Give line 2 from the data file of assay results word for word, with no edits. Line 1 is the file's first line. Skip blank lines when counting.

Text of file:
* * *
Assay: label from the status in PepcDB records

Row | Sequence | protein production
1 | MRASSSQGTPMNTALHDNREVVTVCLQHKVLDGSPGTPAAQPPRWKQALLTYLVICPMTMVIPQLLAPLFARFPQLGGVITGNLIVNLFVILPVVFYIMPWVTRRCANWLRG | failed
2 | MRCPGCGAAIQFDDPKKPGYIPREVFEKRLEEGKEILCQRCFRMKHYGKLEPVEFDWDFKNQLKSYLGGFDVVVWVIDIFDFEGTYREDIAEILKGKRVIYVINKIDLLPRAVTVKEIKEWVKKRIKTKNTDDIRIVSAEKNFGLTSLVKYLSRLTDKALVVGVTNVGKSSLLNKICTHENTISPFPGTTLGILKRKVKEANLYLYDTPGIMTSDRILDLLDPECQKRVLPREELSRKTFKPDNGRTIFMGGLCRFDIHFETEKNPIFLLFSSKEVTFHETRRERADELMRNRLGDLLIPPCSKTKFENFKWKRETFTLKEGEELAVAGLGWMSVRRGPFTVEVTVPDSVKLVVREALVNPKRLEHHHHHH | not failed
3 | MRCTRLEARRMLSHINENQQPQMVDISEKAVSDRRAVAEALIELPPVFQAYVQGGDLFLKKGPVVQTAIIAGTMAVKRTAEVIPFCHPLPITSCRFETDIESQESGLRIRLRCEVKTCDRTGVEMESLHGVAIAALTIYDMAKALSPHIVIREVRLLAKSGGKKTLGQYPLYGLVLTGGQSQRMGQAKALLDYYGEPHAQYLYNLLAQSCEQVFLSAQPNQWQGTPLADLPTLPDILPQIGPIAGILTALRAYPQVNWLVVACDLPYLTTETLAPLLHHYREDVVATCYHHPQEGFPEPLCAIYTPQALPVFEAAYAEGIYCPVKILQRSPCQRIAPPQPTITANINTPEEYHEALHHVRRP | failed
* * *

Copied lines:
Row | Sequence | protein production